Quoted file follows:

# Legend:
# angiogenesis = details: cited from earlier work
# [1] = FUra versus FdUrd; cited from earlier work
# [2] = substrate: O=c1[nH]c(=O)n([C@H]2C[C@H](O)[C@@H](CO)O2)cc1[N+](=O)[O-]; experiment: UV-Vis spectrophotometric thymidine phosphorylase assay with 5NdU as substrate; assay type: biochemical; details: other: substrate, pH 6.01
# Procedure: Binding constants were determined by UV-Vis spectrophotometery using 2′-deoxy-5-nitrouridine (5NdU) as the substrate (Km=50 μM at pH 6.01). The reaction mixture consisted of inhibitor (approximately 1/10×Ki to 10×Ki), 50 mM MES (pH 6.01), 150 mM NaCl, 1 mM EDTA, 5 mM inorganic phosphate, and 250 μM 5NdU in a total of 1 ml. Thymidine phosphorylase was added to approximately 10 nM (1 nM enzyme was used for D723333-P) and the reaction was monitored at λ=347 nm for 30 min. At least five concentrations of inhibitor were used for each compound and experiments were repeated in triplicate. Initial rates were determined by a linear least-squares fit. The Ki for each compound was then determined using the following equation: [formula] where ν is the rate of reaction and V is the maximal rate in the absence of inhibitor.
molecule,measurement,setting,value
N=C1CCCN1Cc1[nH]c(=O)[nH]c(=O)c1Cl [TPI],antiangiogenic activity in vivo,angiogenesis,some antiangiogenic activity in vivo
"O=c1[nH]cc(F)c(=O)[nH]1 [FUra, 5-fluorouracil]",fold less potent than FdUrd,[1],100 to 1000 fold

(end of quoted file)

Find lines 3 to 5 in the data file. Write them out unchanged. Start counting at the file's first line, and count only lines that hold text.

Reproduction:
# [1] = FUra versus FdUrd; cited from earlier work
# [2] = substrate: O=c1[nH]c(=O)n([C@H]2C[C@H](O)[C@@H](CO)O2)cc1[N+](=O)[O-]; experiment: UV-Vis spectrophotometric thymidine phosphorylase assay with 5NdU as substrate; assay type: biochemical; details: other: substrate, pH 6.01
# Procedure: Binding constants were determined by UV-Vis spectrophotometery using 2′-deoxy-5-nitrouridine (5NdU) as the substrate (Km=50 μM at pH 6.01). The reaction mixture consisted of inhibitor (approximately 1/10×Ki to 10×Ki), 50 mM MES (pH 6.01), 150 mM NaCl, 1 mM EDTA, 5 mM inorganic phosphate, and 250 μM 5NdU in a total of 1 ml. Thymidine phosphorylase was added to approximately 10 nM (1 nM enzyme was used for D723333-P) and the reaction was monitored at λ=347 nm for 30 min. At least five concentrations of inhibitor were used for each compound and experiments were repeated in triplicate. Initial rates were determined by a linear least-squares fit. The Ki for each compound was then determined using the following equation: [formula] where ν is the rate of reaction and V is the maximal rate in the absence of inhibitor.